The first week of school is exhausting and overwhelming for everyone.
Syllabi. Forms to fill out. Calendars to fill in.
The reality of the free summer hours vanishing before your eyes with every single paper that crosses your path.
I’m a grown-up though and I’m okay with it.
But watching the kids…every year it is the same.
Some are resigned to the fact that this is life.
Others…others have this look of panic in their eyes.
These kids are usually in my honors classes. And most often they are my seniors.
They have tough schedules that sounded good whenever they made them. Competitive. Challenging. They’ve signed up for activities that will look good on applications and give them all kinds of Important and Impressive Opportunities.
And then they start to see any amount of free time vanish.
I understand that. I know exactly how it feels because I feel the same things that first week of school.
But I also know that this will be a pattern they will continue.
Life doesn’t get Less Busy. You might get a vacation here or there, but it feels like every year there are more things that get added to the list of responsibilities – and all of those things take time. Clubs and organizations in college give way to jobs and puppies and spouses and children. Dorm rooms that need cleaned and laundry for one turns into houses and the never-ending quest to reach Laundry Zero later on.
I don’t regret acquiring any one of those responsibilities that I have.
I just know that for my own mental well-being, I need to make sure that I’m a priority, too.
These thoughts all started swirling in my head yesterday after I invited my students to challenge themselves to read 40 books this year. Not surprisingly, it was my hyper-scheduled seniors who offered the loudest response. There were those who responded positively but there were many who were clearly thinking I had lost my mind.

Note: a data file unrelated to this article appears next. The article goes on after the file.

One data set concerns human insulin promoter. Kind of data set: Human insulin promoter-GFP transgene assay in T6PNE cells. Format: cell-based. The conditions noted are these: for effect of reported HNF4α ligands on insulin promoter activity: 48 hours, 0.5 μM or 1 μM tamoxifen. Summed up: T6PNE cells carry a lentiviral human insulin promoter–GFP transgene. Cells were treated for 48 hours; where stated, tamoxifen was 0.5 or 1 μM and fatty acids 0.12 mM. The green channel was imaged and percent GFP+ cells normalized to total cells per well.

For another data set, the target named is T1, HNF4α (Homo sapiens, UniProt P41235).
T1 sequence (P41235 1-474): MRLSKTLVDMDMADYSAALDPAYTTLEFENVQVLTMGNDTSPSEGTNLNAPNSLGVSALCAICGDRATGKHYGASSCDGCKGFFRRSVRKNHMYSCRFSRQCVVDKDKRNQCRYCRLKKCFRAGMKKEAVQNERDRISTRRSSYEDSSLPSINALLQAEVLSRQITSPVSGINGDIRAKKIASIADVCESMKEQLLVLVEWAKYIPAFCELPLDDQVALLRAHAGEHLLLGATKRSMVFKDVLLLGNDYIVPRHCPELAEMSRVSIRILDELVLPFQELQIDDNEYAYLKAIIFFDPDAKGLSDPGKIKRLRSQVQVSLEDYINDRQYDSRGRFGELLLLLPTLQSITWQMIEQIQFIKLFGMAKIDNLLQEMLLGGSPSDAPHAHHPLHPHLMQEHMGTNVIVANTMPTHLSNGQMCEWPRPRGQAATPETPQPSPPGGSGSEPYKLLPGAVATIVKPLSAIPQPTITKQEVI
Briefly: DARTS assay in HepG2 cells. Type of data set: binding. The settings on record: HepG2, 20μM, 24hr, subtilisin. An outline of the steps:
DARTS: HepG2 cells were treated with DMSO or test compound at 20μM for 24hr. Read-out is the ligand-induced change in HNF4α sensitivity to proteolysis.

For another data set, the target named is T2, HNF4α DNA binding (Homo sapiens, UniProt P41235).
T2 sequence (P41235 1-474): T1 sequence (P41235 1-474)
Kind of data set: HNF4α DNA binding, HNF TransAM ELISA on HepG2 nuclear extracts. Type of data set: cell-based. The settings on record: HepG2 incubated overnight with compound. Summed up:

I was talking about it in the context of setting good habits and that I think that reading is so vitally important for all of us that we need to set that good habit of making time to read. I told them my expectation was 20 minutes of self-chosen reading a night. Not text messages. Not Facebook. Books, magazine articles, news – anything that they choose that isn’t assigned.
I think half of my words were lost because all they heard was that they needed to read 40 books for this class.
I’ll try again today.
I was trying to think back to my senior year to think about what I would have thought if I’d heard the same thing.
I’d like to think I would have responded with a smile on my face, but I’m not sure. I loved to read, but I think I might also have felt far too overwhelmed to appreciate the invitation.
No matter, I’m looking forward to seeing my students again today and trying again.
And so I’m off to enjoy an early morning workout before an incredibly long Day 3 of school. I doubt I’ll log anything like the five and a half miles I did on the bike yesterday, but anything will be better than nothing since I may just need the extra sleep tomorrow morning. (We have Open House tonight from 7-9. That might not feel late for many, but it certainly is exhausting for me.)